Banks say MBIA didn't tell NY its true condition before split
* Banks claim MBIA concealed analyses
* BofA among three banks seeking to reverse MBIA split
By Karen Freifeld
NEW YORK, April 9 (Reuters) - MBIA Inc hid its financial condition from the New York state insurance department in 2009 when it sought approval to restructure the company, according to Bank of America Corp and two other banks challenging that restructuring.
In a Monday court filing, the banks accused MBIA, once the world's largest bond insurer, of concealing two dozen analyses projecting billions in losses in commercial mortgage-backed securities, and instead giving the insurance department five optimistic scenarios that predicted zero losses.
That and other evidence in the filing proves MBIA misled the insurance department to secure approval for the restructuring, said Robert Giuffra Jr., lead counsel for the banks.
Bank of America, Natixis SA and Societe General , are seeking to reverse MBIA's 2009 split of its municipal bond business and structured finance operations, which suffered huge losses from insuring mortgage debt. They sued MBIA and the state's Department of Insurance.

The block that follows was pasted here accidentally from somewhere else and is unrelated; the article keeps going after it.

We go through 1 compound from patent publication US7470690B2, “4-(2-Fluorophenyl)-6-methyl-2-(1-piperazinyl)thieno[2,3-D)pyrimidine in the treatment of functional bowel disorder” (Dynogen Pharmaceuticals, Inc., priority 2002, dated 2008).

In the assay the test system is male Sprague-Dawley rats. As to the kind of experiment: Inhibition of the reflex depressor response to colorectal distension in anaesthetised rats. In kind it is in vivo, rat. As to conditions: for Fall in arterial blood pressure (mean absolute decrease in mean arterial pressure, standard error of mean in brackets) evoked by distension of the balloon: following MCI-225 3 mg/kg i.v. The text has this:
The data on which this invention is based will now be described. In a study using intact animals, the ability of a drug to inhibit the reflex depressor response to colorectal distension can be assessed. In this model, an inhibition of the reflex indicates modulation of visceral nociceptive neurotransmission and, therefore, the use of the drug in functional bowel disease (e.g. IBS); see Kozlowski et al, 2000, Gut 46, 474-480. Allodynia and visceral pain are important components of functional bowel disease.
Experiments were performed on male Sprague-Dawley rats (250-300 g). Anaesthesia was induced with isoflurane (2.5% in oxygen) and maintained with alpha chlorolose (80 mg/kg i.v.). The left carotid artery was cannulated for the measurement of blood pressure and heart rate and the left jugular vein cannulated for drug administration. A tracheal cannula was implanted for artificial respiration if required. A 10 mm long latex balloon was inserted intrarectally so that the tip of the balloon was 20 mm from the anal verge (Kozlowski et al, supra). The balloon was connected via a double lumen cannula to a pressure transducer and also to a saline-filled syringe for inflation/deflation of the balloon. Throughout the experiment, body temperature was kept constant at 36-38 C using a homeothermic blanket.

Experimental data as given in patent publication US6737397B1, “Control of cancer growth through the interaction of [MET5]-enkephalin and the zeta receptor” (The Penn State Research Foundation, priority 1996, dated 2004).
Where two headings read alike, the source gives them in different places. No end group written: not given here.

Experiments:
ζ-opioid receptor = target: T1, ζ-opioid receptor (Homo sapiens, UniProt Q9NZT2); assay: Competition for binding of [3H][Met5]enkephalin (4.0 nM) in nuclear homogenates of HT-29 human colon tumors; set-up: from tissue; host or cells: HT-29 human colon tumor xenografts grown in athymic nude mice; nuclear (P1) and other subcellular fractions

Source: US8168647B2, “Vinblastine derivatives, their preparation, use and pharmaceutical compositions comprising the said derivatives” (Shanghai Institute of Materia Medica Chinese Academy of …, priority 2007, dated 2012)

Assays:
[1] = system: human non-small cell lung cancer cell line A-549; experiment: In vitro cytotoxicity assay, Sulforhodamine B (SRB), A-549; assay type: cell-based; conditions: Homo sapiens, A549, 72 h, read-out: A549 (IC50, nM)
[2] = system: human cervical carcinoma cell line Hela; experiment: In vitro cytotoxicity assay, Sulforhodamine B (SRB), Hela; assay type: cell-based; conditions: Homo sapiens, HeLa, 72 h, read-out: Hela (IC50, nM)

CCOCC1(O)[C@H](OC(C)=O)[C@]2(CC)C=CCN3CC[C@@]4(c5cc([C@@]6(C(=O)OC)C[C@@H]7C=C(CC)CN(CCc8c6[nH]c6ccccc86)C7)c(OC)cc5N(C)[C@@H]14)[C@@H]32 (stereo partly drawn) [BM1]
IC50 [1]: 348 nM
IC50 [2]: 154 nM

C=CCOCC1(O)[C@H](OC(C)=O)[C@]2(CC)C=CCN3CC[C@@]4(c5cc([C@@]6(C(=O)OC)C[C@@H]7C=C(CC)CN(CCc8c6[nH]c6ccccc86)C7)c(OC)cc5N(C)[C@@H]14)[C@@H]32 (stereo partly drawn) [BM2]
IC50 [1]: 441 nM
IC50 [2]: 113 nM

The banks claim the restructuring was intended to defraud policyholders and that $5 billion was siphoned from the MBIA Insurance unit at their expense.
The trial is scheduled for trial May 14 in New York State Supreme Court in Manhattan.
"The banks' allegations are contrary to the facts," said Kevin Brown, a spokesman for Armonk, New York-based MBIA. The Insurance Department conducted a "thorough" investigation and the "approval was proper," he said.
David Neustadt, a spokesman for the state Department of Financial Services, which includes the insurance department, declined comment.
According to Monday's filing, MBIA also failed to disclose a September 2008 analysis by Lehman Brothers saying that the insurer was already insolvent.
The Lehman study projected nearly $8 billion in losses on 15 collateralized debt obligations, far more than MBIA's insurance unit had reserved for its entire portfolio of insured structured finance products, the brief says.
The Lehman study's projections "were so 'very dark,' that MBIA's executives told colleagues to 'keep this to yourself," according to the papers.
Since the restructuring, MBIA has spent more than $9 billion to pay claims and resolve liabilities, the banks say, more than five times reserves MBIA said would be sufficient for 45 years.
Eighteen banks filed suit over the restructuring. Most have settled claims. UBS AG has agreed to settle, according to people familiar with the matter.
The case is ABN Amro Bank NV et al, v Dinallo, New York State Supreme Court, New York County, No. 601846/2009.
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